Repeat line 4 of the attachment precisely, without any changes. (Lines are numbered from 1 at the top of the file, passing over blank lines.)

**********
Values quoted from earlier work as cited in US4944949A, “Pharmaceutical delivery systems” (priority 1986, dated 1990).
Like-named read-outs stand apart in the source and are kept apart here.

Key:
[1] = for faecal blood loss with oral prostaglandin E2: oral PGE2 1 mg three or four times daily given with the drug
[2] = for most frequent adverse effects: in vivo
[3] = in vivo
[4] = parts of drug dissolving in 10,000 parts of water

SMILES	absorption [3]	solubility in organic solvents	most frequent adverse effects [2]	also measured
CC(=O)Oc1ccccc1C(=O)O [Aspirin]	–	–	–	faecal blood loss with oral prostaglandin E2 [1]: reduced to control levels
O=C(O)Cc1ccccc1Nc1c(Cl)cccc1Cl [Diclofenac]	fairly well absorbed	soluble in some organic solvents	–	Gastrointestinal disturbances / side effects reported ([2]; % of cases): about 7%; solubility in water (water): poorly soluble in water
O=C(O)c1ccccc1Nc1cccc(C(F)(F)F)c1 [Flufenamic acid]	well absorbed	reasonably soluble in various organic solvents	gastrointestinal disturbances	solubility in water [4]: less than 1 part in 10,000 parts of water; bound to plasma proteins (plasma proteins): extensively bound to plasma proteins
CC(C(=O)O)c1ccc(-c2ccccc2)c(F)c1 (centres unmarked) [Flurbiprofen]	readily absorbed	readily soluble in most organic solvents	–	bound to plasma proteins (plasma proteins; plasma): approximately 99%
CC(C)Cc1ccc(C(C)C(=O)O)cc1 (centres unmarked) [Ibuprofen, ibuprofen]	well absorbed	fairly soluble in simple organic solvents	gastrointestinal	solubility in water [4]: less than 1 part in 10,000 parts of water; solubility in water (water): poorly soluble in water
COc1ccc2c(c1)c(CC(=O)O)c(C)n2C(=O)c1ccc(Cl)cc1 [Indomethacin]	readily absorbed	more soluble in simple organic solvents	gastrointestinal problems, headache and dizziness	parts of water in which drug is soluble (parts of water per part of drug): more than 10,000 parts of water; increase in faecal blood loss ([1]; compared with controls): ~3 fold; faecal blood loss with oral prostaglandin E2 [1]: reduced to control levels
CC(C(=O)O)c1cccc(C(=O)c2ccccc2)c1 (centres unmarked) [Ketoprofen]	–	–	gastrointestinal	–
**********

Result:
[1] = for faecal blood loss with oral prostaglandin E2: oral PGE2 1 mg three or four times daily given with the drug